New Music to Know: LunchMoney Lewis Wants To Make Your Life More Fun

By Shannon Carlin

LunchMoney Lewis has got bills to pay. Luckily, it just got a whole lot easier for him to pay them. Since dropping his debut single “Bills”—a soulful ode to the struggles of being a working adult—back in February the song has reached No. 1 in Australia, seen its video hit nearly 5 million views on YouTube and been added to the shortlist for this year’s song of the summer.

It’s an unlikely topic for a summer jam: Who really wants to be reminded that their cellphone bill is due while they’re relaxing on the beach listening to the radio? But Lewis gets at the lighter side of bill-paying while still noting very real concerns ranging from worrying that your credit card will get declined to struggling to put food on the table. Feeling overwhelmed by piling up payments is something anyone of any tax bracket can relate to. No one can escape the dreaded taxman, but thanks to Lewis, you can now dance to a song that pokes fun at him.

“I think it’s something people can relate to and I think that’s the basis of my music,” Lewis, whose real first name is Gamal, tells Radio.com of the track, which will be on his debut EP, slated to drop April 21 on Dr. Luke’s label, Kemosabe Records. “What I’m trying to do is make songs that allow people to have fun, but also evoke an emotion, something that’s true and honest. Life doesn’t have to be all doom and gloom, you can still have fun.”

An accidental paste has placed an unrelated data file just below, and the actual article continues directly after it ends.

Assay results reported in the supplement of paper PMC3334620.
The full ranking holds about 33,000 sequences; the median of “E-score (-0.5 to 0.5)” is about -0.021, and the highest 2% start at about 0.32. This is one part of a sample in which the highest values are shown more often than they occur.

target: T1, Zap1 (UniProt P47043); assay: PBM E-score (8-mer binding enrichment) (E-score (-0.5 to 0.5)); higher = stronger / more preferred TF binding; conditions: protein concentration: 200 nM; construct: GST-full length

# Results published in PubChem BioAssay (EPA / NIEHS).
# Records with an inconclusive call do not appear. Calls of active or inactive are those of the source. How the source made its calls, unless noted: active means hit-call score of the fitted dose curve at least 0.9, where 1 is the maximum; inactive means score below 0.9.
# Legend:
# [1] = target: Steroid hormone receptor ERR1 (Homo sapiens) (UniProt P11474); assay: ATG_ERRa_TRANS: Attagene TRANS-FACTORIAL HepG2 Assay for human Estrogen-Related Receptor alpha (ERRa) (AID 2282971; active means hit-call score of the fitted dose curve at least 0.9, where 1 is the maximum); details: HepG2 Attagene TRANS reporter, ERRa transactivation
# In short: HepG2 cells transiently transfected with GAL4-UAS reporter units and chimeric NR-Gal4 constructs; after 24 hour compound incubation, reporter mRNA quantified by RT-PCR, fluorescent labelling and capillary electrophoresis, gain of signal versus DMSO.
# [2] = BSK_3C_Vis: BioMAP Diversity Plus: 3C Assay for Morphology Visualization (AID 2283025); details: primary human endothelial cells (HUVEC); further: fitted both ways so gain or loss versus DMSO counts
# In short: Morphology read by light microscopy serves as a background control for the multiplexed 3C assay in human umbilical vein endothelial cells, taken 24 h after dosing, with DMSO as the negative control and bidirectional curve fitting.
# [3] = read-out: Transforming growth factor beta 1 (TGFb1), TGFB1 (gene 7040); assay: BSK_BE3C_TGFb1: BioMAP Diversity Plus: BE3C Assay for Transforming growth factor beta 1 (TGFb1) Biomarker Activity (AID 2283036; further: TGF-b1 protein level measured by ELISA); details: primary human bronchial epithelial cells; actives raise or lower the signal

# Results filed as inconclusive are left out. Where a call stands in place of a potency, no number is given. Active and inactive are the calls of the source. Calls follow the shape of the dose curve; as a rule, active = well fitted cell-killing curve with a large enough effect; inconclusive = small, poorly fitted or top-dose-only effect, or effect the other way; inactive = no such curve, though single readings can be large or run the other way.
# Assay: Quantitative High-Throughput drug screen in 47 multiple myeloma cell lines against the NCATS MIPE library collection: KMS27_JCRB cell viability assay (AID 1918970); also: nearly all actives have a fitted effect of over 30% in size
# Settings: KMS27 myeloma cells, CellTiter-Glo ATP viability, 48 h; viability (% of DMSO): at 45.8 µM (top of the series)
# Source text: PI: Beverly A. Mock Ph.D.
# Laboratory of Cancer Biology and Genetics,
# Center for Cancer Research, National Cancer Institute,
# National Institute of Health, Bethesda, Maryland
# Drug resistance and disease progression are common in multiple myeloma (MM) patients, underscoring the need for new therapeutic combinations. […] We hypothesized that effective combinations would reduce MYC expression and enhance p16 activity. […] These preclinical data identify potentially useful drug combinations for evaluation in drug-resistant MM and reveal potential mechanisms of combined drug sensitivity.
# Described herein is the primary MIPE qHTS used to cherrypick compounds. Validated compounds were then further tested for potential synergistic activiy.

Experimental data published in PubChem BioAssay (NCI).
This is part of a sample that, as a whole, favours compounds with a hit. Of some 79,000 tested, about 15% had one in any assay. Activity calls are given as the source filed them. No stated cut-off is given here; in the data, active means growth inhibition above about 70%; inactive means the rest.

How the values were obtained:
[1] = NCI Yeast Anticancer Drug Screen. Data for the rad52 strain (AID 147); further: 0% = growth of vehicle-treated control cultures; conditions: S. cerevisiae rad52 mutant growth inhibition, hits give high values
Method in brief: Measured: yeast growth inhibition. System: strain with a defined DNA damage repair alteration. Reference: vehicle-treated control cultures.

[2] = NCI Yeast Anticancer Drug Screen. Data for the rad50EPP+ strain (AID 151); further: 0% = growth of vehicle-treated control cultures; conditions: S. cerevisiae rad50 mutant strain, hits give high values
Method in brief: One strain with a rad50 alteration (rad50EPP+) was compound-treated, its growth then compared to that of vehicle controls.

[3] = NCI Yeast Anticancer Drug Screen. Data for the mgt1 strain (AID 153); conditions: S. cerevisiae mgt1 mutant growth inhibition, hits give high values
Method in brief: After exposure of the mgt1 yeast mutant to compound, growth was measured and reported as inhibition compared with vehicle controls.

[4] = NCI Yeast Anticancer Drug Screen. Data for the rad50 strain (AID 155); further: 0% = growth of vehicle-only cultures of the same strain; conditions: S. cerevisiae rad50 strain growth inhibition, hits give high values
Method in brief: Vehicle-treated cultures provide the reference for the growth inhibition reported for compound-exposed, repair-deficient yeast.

Lewis says he spit out the “I got bills” hook seconds after hearing the piano from on high beat from Ricky Reed, who produced Jason Derulo‘s “Talk Dirty.” Lewis wrote the rest of the track in just 30 minutes and laid it down that same day in the same studio where he had written the Jessie J song “Burning Up” only hours earlier. Lewis was inspired by his recent move from Miami to Los Angeles and all the expenses he was racking up. It’s that honest take that he thinks led to his song’s popularity.

“The moms love it. The kids love it. They can all dance to it, you know? But,” he says, “it always starts a cool conversation like, ‘I have student loans’ or ‘I just moved to Manhattan and I don’t know how I’ll pay my bills.’ I like seeing that it sparks a bigger conversation.”

That ability to get at the heart of a universal topic is also the reason Lewis is being called “Hip-Hop’s Everyman,” a title he’s very interested in keeping. “I want to make music that people feel like they connect with,” he says. “I really want to make music for everybody.”

Before the release of this song, Lewis was known as a songwriter, working on tracks for Jessie J, Juicy J and Fifth Harmony—that is if he was known at all. Many simply know him as that guy who sings the hook on Nicki Minaj‘s Pinkprint track, “Trini Dem Girls,” which he also wrote. “It was kind of crazy, that whole experience,” he says. “I owe it to Nicki for keeping me on that song, it started an interest. It was also really fun to be able to show some of my culture.”

Lewis’ Jamaican heritage is something he can’t help but include in his music. Reggae was the first music he ever heard thanks to his dad, Ian Lewis, who played bass for the reggae band Inner Circle, best known for their song “Bad Boys,” which later became the theme song for the show Cops and a bonafide hit. “The honesty of reggae music and the rhythms of it,” Lewis gives as a reason to love the genre, which recently found its way back into mainstream culture due to Snoop DoggMeghan Trainor and MAGIC!’s summer smash “Rude.” “It’s really fun to see it make its way into mainstream and stay in the mainstream. I think people like reggae, the vibe of it.”

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